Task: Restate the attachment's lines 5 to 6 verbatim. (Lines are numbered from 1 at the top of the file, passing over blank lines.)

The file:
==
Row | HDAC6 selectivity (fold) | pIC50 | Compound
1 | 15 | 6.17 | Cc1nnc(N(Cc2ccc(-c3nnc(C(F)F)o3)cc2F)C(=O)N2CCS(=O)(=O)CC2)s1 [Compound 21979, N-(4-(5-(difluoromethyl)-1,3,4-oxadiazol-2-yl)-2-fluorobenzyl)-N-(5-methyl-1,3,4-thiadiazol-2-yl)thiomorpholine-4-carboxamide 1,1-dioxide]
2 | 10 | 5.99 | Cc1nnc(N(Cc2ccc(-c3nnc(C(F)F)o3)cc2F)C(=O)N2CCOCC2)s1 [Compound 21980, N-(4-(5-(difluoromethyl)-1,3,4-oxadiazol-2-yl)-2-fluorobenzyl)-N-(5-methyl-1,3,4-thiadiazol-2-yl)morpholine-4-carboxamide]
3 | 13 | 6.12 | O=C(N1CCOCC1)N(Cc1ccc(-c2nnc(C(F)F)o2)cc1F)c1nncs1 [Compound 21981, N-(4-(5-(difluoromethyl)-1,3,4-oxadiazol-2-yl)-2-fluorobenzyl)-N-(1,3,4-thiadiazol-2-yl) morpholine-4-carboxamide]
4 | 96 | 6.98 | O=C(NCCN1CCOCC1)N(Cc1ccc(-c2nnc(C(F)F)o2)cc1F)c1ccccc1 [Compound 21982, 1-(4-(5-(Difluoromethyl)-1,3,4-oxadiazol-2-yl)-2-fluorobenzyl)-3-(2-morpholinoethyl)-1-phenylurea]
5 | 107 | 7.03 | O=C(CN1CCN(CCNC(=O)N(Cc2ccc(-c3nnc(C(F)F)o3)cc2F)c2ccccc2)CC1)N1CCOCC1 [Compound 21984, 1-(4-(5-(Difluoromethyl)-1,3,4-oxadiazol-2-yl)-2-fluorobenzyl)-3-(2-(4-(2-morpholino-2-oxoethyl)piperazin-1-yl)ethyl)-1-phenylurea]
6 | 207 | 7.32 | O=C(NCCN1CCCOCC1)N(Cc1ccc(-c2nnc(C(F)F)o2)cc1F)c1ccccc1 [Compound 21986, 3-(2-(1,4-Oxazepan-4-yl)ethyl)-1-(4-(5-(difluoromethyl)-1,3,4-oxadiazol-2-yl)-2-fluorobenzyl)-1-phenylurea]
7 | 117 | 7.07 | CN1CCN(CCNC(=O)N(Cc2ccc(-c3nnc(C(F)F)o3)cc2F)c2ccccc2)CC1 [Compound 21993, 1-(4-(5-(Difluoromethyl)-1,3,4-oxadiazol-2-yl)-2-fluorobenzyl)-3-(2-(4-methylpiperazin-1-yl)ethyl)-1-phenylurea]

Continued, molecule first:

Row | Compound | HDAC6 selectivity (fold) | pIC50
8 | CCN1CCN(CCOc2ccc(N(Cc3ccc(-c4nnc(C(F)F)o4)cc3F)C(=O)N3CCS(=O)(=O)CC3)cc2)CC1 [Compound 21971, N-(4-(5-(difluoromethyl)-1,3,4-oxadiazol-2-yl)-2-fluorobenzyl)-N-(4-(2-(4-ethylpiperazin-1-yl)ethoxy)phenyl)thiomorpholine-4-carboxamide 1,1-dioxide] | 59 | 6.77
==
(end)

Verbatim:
4 | 96 | 6.98 | O=C(NCCN1CCOCC1)N(Cc1ccc(-c2nnc(C(F)F)o2)cc1F)c1ccccc1 [Compound 21982, 1-(4-(5-(Difluoromethyl)-1,3,4-oxadiazol-2-yl)-2-fluorobenzyl)-3-(2-morpholinoethyl)-1-phenylurea]
5 | 107 | 7.03 | O=C(CN1CCN(CCNC(=O)N(Cc2ccc(-c3nnc(C(F)F)o3)cc2F)c2ccccc2)CC1)N1CCOCC1 [Compound 21984, 1-(4-(5-(Difluoromethyl)-1,3,4-oxadiazol-2-yl)-2-fluorobenzyl)-3-(2-(4-(2-morpholino-2-oxoethyl)piperazin-1-yl)ethyl)-1-phenylurea]